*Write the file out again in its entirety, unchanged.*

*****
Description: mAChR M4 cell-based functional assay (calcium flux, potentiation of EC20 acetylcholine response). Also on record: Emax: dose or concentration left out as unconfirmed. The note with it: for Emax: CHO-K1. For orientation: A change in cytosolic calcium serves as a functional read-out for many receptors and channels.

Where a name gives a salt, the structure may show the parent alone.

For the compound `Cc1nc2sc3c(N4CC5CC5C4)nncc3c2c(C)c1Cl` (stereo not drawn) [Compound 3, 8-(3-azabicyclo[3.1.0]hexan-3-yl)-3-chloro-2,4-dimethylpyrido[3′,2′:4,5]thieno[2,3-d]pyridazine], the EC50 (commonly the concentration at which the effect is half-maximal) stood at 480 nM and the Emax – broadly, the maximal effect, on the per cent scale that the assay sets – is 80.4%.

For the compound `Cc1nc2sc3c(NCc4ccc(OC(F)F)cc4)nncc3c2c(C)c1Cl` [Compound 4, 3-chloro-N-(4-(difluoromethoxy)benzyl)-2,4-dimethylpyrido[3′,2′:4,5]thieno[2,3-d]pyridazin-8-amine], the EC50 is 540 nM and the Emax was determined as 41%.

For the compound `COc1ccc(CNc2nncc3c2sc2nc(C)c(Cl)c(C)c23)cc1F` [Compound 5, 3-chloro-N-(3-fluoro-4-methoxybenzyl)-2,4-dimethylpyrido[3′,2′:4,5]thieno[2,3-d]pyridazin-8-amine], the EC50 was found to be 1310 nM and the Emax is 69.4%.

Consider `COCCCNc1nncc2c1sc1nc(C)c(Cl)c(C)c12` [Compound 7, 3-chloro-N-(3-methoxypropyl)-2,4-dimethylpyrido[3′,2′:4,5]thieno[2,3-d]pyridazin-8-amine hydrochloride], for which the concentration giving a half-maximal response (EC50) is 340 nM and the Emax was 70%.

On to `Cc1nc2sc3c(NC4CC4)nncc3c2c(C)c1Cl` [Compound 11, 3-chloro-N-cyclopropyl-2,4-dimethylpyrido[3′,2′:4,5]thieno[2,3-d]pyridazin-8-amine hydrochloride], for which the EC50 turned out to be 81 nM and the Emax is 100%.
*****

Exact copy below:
Description: mAChR M4 cell-based functional assay (calcium flux, potentiation of EC20 acetylcholine response). Also on record: Emax: dose or concentration left out as unconfirmed. The note with it: for Emax: CHO-K1. For orientation: A change in cytosolic calcium serves as a functional read-out for many receptors and channels.

Where a name gives a salt, the structure may show the parent alone.

For the compound `Cc1nc2sc3c(N4CC5CC5C4)nncc3c2c(C)c1Cl` (stereo not drawn) [Compound 3, 8-(3-azabicyclo[3.1.0]hexan-3-yl)-3-chloro-2,4-dimethylpyrido[3′,2′:4,5]thieno[2,3-d]pyridazine], the EC50 (commonly the concentration at which the effect is half-maximal) stood at 480 nM and the Emax – broadly, the maximal effect, on the per cent scale that the assay sets – is 80.4%.

For the compound `Cc1nc2sc3c(NCc4ccc(OC(F)F)cc4)nncc3c2c(C)c1Cl` [Compound 4, 3-chloro-N-(4-(difluoromethoxy)benzyl)-2,4-dimethylpyrido[3′,2′:4,5]thieno[2,3-d]pyridazin-8-amine], the EC50 is 540 nM and the Emax was determined as 41%.

For the compound `COc1ccc(CNc2nncc3c2sc2nc(C)c(Cl)c(C)c23)cc1F` [Compound 5, 3-chloro-N-(3-fluoro-4-methoxybenzyl)-2,4-dimethylpyrido[3′,2′:4,5]thieno[2,3-d]pyridazin-8-amine], the EC50 was found to be 1310 nM and the Emax is 69.4%.

Consider `COCCCNc1nncc2c1sc1nc(C)c(Cl)c(C)c12` [Compound 7, 3-chloro-N-(3-methoxypropyl)-2,4-dimethylpyrido[3′,2′:4,5]thieno[2,3-d]pyridazin-8-amine hydrochloride], for which the concentration giving a half-maximal response (EC50) is 340 nM and the Emax was 70%.

On to `Cc1nc2sc3c(NC4CC4)nncc3c2c(C)c1Cl` [Compound 11, 3-chloro-N-cyclopropyl-2,4-dimethylpyrido[3′,2′:4,5]thieno[2,3-d]pyridazin-8-amine hydrochloride], for which the EC50 turned out to be 81 nM and the Emax is 100%.